News reports indicate that the Carlyle Group, a large and successful private equity firm, has priced its IPO at slightly below the initially expected range. Apparently, the firm met with some skepticism from investors about their offering, and more generally, the prospect of investing in publicly traded private equity firms.
Dan Primack of Fortune has written an article about investing in these IPOs. To start his article, he writes:
Shortly after the Blackstone Group went public in mid-2007, I advised
friends not to buy the stock. Investors didn't seem to understand how
private equity firms like Blackstone should be valued, as illustrated by
a 6% share price bump in the days after Blackstone agreed to acquire
Hilton Hotels. Private equity firms recognize value when they sell
assets, not when they acquire assets, I argued. They aren't
conglomerates that generate margin via economies of scale.
I'm quite confused by the comment. How precisely is a private equity firm different than a conglomerate? Both own a variety of unrelated businesses. Conglomerates don't achieve economies of scale. In a developed market such as the United States or Western Europe, how can one achieve scale economies by acquiring unrelated businesses? You simply cannot!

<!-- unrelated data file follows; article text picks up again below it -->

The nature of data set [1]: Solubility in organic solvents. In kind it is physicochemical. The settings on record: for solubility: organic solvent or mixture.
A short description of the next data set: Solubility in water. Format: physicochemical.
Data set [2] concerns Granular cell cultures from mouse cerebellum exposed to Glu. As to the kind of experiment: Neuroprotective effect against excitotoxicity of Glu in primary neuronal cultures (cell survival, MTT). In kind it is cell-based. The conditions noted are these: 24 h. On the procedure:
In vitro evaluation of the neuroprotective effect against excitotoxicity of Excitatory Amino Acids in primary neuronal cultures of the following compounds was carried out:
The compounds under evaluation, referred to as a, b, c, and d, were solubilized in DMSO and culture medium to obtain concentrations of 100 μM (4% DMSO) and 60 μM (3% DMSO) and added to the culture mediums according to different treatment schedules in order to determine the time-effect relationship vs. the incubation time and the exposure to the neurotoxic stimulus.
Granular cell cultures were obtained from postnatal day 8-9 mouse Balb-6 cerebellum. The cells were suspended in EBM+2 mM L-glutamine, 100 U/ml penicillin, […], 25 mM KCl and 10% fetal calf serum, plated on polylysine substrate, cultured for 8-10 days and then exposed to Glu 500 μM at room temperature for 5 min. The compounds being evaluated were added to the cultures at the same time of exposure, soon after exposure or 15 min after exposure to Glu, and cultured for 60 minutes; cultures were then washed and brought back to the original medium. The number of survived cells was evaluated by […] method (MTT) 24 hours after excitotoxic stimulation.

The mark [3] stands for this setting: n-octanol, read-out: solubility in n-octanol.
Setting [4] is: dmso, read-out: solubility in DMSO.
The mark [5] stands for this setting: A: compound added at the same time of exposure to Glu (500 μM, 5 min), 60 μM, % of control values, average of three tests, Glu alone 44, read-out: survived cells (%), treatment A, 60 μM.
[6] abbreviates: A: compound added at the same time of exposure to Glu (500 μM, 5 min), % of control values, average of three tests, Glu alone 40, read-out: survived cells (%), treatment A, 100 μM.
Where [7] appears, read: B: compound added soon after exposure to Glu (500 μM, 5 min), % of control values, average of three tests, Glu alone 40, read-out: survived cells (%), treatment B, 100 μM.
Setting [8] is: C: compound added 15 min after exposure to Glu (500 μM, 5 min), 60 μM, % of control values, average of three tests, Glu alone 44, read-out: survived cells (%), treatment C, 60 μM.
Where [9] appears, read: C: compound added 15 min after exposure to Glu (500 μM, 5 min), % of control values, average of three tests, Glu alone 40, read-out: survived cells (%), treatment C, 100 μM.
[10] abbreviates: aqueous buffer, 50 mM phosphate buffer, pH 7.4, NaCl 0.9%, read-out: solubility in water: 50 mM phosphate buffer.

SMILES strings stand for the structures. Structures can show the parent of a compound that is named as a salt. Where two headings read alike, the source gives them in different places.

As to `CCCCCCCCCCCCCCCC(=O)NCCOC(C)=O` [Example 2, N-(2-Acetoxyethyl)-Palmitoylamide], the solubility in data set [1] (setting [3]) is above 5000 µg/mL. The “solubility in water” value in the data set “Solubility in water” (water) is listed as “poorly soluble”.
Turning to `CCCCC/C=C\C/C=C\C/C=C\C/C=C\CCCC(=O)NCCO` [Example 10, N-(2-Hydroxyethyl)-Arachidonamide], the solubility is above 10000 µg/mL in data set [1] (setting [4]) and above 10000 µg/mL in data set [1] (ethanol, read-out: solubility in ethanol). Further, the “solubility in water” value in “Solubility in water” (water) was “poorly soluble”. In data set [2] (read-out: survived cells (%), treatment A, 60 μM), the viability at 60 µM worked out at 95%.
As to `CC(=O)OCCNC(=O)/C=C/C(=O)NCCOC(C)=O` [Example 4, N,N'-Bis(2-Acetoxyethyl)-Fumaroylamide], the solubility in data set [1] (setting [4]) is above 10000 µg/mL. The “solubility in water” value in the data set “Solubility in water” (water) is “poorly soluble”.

Let's get to the heart of the matter then. Private equity firms do create value in society, and they do differ from publicly traded conglomerates. How? In many ways, when private equity firms gained prominence, they offered a better governance model than publicly traded corporations. Many publicly traded firms suffer from high agency costs that come with the separation of ownership and control. Private equity ownership of a business reduces agency costs and reduces the clash of interests that often exists between CEOs and shareholders of publicly traded corporations. If' that's a major advantage of a private equity firm, then what do we make of taking these private equity firms public? Well, I would argue that such public offerings counteract one of the key benefits that private equity firms bring to the table. They would seem to interest a layer of agency problems at the top, offsetting some of the very governance benefits that private equity firms bring to the companies in their portfolio.